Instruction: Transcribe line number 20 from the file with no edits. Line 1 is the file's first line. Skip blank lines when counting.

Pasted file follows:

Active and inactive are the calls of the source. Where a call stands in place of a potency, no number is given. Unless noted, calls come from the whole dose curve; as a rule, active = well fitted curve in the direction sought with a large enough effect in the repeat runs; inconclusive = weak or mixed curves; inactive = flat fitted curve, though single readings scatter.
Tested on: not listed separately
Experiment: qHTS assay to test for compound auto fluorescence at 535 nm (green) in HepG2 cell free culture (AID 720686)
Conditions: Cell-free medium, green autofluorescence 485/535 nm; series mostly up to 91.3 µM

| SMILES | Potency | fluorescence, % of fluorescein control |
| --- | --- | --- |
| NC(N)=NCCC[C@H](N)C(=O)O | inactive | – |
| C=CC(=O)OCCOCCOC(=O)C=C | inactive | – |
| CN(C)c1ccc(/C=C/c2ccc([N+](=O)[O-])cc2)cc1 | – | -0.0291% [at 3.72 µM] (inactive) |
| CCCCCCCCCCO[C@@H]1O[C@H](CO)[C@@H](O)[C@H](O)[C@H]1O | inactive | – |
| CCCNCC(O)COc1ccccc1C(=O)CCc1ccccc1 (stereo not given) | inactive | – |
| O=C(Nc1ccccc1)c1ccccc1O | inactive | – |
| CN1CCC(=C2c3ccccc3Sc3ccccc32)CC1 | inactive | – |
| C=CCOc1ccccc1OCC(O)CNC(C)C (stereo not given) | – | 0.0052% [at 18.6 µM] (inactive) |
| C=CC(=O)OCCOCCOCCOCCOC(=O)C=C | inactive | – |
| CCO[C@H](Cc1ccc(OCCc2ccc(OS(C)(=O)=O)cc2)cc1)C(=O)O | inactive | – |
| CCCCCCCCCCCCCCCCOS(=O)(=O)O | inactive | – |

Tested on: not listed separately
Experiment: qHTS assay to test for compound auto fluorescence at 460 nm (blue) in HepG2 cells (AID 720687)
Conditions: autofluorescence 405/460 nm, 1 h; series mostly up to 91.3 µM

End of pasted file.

Conditions: autofluorescence 405/460 nm, 1 h; series mostly up to 91.3 µM